During the month of November, the lectionary becomes very Endtimes-heavy. The last few Sundays of the church year before we wrap back around to Advent 1 feature texts describing "the day of the Lord," or at least include admonitions to be prepared for its arrival.
We heard it last week with the parable of the bridesmaids and Paul talking about the dead saints being taken up first in 1 Thessalonians 4.
We'll hear more tomorrow by continuing in Paul's letter. And next week, Reign of Christ Sunday, will feature the sheep and the goats being separated during the final judgment.
For the bridesmaids, I talked about the incredible emphasis that some Christians place on The End. They pray that it comes as soon as possible (a bit escapist, no?) or they use it to justify not caring about working for justice or caring for the environment in the here and now, i.e., it's all going to burn anyway, so let's use and abuse it before it does. This later attitude ignores statements about our being charged with creation's care in Psalm 8 or the implications of that sheep/goats parable.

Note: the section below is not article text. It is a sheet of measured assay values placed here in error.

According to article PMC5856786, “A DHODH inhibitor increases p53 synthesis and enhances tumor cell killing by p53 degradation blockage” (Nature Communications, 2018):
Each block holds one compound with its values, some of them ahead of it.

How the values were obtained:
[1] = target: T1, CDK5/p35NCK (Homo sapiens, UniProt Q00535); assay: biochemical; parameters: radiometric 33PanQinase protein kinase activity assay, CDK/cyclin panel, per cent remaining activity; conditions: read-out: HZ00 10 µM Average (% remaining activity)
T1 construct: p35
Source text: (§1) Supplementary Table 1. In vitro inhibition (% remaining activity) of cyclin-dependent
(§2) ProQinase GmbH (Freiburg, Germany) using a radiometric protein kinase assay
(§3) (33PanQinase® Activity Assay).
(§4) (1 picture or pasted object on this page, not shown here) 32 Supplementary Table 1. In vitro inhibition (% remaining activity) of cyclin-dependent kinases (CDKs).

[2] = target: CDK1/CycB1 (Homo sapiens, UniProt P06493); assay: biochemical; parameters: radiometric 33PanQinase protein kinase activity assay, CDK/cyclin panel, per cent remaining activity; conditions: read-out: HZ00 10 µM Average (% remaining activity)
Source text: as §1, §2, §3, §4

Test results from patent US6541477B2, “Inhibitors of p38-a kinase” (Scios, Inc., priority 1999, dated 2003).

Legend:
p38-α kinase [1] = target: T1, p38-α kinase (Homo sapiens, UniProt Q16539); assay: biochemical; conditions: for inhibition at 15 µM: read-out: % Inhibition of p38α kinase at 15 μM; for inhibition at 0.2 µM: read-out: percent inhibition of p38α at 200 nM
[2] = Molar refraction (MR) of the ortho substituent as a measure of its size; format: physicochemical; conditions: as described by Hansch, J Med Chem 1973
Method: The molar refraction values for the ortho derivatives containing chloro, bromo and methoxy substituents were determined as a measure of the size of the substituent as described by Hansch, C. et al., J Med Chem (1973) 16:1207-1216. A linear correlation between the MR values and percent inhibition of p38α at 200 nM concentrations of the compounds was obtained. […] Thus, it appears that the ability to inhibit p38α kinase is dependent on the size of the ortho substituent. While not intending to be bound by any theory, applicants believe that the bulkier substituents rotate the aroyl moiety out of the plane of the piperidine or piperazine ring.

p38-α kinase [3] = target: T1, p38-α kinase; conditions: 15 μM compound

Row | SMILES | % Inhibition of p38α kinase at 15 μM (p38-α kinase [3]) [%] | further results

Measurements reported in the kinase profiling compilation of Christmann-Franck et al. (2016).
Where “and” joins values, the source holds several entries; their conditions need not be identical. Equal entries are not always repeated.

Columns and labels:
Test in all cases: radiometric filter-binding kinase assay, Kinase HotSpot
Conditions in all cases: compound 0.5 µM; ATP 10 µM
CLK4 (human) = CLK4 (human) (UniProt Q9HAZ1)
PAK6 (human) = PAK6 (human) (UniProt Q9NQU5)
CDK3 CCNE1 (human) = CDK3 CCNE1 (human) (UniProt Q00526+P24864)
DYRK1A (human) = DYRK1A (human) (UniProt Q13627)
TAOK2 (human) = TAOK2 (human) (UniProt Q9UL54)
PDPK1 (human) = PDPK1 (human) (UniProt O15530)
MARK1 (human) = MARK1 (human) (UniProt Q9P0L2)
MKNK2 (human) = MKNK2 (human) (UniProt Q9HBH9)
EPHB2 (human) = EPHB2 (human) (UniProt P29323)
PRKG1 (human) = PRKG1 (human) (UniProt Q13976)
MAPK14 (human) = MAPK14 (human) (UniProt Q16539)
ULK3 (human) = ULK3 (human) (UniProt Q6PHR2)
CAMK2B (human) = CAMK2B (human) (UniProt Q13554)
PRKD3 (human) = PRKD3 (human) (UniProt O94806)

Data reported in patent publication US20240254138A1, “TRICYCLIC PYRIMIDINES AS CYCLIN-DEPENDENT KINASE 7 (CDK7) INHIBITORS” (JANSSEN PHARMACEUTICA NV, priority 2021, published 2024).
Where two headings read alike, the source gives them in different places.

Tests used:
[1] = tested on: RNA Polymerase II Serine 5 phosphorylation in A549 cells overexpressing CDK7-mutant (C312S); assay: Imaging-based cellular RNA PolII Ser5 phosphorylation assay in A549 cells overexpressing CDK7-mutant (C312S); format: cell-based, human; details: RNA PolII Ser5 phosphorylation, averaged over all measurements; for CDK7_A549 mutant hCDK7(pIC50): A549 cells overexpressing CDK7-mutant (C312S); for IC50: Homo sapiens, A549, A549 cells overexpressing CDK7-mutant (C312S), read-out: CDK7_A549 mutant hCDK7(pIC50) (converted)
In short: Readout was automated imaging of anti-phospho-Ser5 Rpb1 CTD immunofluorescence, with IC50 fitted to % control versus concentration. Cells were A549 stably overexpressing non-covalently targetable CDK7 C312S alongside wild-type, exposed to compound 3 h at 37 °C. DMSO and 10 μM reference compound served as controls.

Anyway, my main point was that the five wise bridesmaids are commended not for what they did in the end, but that they did in the meantime. They were ready for the groom's arrival, but they were more ready for his delay. So in turn, we shouldn't focus so much time and energy on waiting for the end and instead should ask what we're called to do in the meantime.
As mentioned, tomorrow features 1 Thessalonians 5, which is Paul talking about the "day of the Lord." It's the usual schtick: we won't see it coming, be prepared, yadda yadda. This'll be a slightly more feisty sermon where I must have worked in a half dozen or so jabs at the Left Behind series in talking about how the "day of the Lord" is not a horror show but a love story. The true emphasis for those who mention it in the scriptures is on God's fulfillment of shalom, of true lasting peace throughout the earth, and the creation of a new heaven and earth. Things are destroyed, yes...evil, suffering, oppression, war. These texts are texts of hope for a suffering, struggling community of faith, not suburban evangelicals. They need to be read in that context.
Kingdom Grace was my muse for this one. I need to mention that.
And next week? Next week I'm on vacation. But I love the sheep/goats parable. I was actually sad to see that I'd miss it. But that's okay.